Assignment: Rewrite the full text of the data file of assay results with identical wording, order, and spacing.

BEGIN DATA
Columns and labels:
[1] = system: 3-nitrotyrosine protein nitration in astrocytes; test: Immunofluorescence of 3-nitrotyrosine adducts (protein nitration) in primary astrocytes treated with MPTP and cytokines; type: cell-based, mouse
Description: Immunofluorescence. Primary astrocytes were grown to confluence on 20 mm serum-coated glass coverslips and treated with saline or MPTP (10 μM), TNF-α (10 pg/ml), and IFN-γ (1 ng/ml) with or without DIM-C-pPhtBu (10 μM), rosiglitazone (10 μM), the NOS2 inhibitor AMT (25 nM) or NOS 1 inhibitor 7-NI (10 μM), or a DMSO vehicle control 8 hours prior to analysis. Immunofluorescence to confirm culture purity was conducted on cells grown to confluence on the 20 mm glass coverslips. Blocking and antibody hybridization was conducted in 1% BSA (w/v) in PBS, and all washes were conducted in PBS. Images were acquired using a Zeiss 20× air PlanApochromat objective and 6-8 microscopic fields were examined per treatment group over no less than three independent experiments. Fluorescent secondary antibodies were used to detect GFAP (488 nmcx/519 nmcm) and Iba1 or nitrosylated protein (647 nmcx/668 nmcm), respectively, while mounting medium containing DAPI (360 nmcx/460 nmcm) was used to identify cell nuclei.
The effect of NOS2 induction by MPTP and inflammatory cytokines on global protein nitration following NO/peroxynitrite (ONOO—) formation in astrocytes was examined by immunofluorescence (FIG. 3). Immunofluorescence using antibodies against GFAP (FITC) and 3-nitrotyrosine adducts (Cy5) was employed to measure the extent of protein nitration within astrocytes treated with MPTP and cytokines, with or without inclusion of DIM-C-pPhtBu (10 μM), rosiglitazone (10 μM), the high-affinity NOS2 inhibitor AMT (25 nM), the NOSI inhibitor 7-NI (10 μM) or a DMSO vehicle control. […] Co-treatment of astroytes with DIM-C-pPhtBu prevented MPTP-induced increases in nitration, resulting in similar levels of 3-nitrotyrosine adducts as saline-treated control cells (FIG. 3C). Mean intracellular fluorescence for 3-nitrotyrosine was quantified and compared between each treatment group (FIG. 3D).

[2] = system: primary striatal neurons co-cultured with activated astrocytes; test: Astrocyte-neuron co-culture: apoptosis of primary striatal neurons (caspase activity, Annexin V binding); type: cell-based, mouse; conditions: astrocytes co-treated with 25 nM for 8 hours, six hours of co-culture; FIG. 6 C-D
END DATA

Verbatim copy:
Columns and labels:
[1] = system: 3-nitrotyrosine protein nitration in astrocytes; test: Immunofluorescence of 3-nitrotyrosine adducts (protein nitration) in primary astrocytes treated with MPTP and cytokines; type: cell-based, mouse
Description: Immunofluorescence. Primary astrocytes were grown to confluence on 20 mm serum-coated glass coverslips and treated with saline or MPTP (10 μM), TNF-α (10 pg/ml), and IFN-γ (1 ng/ml) with or without DIM-C-pPhtBu (10 μM), rosiglitazone (10 μM), the NOS2 inhibitor AMT (25 nM) or NOS 1 inhibitor 7-NI (10 μM), or a DMSO vehicle control 8 hours prior to analysis. Immunofluorescence to confirm culture purity was conducted on cells grown to confluence on the 20 mm glass coverslips. Blocking and antibody hybridization was conducted in 1% BSA (w/v) in PBS, and all washes were conducted in PBS. Images were acquired using a Zeiss 20× air PlanApochromat objective and 6-8 microscopic fields were examined per treatment group over no less than three independent experiments. Fluorescent secondary antibodies were used to detect GFAP (488 nmcx/519 nmcm) and Iba1 or nitrosylated protein (647 nmcx/668 nmcm), respectively, while mounting medium containing DAPI (360 nmcx/460 nmcm) was used to identify cell nuclei.
The effect of NOS2 induction by MPTP and inflammatory cytokines on global protein nitration following NO/peroxynitrite (ONOO—) formation in astrocytes was examined by immunofluorescence (FIG. 3). Immunofluorescence using antibodies against GFAP (FITC) and 3-nitrotyrosine adducts (Cy5) was employed to measure the extent of protein nitration within astrocytes treated with MPTP and cytokines, with or without inclusion of DIM-C-pPhtBu (10 μM), rosiglitazone (10 μM), the high-affinity NOS2 inhibitor AMT (25 nM), the NOSI inhibitor 7-NI (10 μM) or a DMSO vehicle control. […] Co-treatment of astroytes with DIM-C-pPhtBu prevented MPTP-induced increases in nitration, resulting in similar levels of 3-nitrotyrosine adducts as saline-treated control cells (FIG. 3C). Mean intracellular fluorescence for 3-nitrotyrosine was quantified and compared between each treatment group (FIG. 3D).

[2] = system: primary striatal neurons co-cultured with activated astrocytes; test: Astrocyte-neuron co-culture: apoptosis of primary striatal neurons (caspase activity, Annexin V binding); type: cell-based, mouse; conditions: astrocytes co-treated with 25 nM for 8 hours, six hours of co-culture; FIG. 6 C-D